Dental Services, Dental Surgery

Root Canal Treatment

Root Canal, or endodontic therapy, is the process of removing infected tissue from the roots of the tooth. A root canal is often done to save a tooth that has a damaged nerve that is no longer viable. When bacteria enter your tooth through deep cavities, cracked or flawed fillings, your tooth can become abscessed. An abscessed tooth is a tooth with an infection in the “nerve” or pulp. If the pulp becomes infected, it needs to be removed. An abscessed tooth may cause pain or swelling. Dentist will notice the infection from a dental x-ray or from other changes with the tooth. If left untreated, an abscessed tooth can cause oral health problems.


This first step of the procedure is to anesthetize the area. The next step is to open an access point through the top or biting surface of the tooth. Each canal is then cleaned and shaped in preparation for the filling material. Once each canal is prepared, it is filled with an inert material and the canals are then sealed. The tooth is now ready for restoration, which is usually a crown. The entire procedure is often completed in one or two visits.

Signs / Symptoms for a tooth in need of a Root Canal

  • Moderate to severe lingering toothache pain when drinking hot or cold liquids or food
  • Moderate to severe pain when biting on a tooth
  • Sensitivity to tapping or pressure on the tooth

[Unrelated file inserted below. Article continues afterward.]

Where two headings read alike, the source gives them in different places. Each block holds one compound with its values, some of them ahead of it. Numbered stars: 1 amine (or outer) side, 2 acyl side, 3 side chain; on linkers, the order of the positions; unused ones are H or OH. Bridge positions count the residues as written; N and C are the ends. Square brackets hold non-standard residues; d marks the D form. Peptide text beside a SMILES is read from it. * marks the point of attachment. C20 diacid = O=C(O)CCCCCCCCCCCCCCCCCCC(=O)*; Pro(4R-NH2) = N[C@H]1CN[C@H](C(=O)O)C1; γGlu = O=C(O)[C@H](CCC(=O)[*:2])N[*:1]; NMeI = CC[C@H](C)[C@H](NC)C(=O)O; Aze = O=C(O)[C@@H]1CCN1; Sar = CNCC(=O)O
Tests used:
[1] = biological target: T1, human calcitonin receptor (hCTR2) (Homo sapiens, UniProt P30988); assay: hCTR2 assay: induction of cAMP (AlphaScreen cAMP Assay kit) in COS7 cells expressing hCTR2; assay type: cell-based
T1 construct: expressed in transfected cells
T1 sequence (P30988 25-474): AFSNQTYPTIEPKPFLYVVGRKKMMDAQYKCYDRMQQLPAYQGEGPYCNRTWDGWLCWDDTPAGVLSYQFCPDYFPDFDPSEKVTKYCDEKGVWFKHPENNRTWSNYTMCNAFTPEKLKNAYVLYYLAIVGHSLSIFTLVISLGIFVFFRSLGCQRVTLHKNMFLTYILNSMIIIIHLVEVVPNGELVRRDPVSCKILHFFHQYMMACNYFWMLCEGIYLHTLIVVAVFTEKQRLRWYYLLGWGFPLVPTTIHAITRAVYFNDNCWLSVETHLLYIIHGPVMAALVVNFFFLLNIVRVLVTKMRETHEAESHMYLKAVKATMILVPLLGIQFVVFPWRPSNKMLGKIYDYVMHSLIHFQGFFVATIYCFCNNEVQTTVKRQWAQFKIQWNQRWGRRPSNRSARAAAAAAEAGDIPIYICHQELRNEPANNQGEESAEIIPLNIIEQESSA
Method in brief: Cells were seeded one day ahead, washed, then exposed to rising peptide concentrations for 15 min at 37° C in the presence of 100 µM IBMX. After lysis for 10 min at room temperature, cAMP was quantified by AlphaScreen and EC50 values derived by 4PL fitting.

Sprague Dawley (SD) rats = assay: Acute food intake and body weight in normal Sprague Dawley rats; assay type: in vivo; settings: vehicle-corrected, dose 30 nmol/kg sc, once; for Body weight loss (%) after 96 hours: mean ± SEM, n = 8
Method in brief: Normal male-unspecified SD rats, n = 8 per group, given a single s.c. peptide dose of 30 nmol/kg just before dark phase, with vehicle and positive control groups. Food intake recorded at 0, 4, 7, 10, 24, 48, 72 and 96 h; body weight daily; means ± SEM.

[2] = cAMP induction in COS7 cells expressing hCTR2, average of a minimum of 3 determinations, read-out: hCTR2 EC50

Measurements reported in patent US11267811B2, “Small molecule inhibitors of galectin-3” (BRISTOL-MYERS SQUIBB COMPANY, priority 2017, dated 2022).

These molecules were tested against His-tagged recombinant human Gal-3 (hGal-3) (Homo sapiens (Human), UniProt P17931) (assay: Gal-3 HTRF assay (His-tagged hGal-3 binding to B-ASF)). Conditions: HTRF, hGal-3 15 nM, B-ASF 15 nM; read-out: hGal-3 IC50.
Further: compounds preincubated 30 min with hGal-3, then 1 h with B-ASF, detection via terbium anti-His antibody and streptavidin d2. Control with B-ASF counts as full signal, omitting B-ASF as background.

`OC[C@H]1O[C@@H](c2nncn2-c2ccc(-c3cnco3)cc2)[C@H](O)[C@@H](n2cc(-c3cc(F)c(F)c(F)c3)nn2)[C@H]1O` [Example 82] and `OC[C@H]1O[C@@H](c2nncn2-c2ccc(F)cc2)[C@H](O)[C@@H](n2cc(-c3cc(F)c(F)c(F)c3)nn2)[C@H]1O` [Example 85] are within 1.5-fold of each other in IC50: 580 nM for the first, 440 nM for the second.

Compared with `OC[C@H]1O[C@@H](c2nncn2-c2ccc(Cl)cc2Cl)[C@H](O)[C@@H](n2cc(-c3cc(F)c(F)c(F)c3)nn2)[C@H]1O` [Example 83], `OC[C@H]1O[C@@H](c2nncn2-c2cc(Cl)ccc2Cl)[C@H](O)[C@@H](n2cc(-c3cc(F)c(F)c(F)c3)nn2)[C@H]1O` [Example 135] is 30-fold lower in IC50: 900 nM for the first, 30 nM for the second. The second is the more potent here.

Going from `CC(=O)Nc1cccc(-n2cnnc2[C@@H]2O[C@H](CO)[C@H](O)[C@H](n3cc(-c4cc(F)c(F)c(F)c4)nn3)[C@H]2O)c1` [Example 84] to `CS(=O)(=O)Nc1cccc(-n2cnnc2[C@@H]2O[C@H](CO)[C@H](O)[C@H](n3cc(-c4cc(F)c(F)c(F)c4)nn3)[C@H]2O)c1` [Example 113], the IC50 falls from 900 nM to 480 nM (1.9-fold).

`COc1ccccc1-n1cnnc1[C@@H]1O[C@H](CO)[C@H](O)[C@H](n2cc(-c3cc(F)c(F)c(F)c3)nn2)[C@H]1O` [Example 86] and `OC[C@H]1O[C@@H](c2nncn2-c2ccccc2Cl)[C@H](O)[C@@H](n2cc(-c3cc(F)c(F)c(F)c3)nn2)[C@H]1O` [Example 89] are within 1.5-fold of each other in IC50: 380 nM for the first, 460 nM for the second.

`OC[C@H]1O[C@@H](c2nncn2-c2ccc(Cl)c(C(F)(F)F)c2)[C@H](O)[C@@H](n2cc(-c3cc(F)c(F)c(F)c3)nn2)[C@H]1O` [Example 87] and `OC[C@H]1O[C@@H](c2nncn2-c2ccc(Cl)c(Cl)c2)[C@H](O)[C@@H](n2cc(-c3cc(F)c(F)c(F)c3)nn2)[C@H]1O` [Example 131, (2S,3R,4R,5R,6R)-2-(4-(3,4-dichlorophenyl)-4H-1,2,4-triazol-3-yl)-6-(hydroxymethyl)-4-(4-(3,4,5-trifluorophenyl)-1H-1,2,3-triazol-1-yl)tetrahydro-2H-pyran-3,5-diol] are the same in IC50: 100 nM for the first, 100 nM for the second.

• Toothache that wakes you up in the middle of the night
  • An abscess on your gum may release pus or blood

If you have any pain in your tooth or suspect there may be a problem, please call us to book an appointment so we can examine and possibly treat your tooth the same day.

FAQs - Frequently Asked Questions

A root canal is performed when the endodontist removes the infected pulp and nerve in the root of the tooth, cleans and shapes the inside of the root canal, then fills and seals the space. Afterward, your dentist will place a crown on the tooth to protect and restore it to its original function.

A root canal procedure sounds scary, but with today’s technology, it’s typically not a whole lot more different than having a deep filling. There’s little to no pain because your dentist will use local anesthesia to numb your tooth and gums so you’re comfortable during the procedure.

Root canals are over 95% successful and can last a lifetime. The most important thing to do to make a root canal last as long as possible is get the permanent restoration (fillings or crowns) on the tooth immediately following the root canal and maintain that restoration with impeccable hygiene.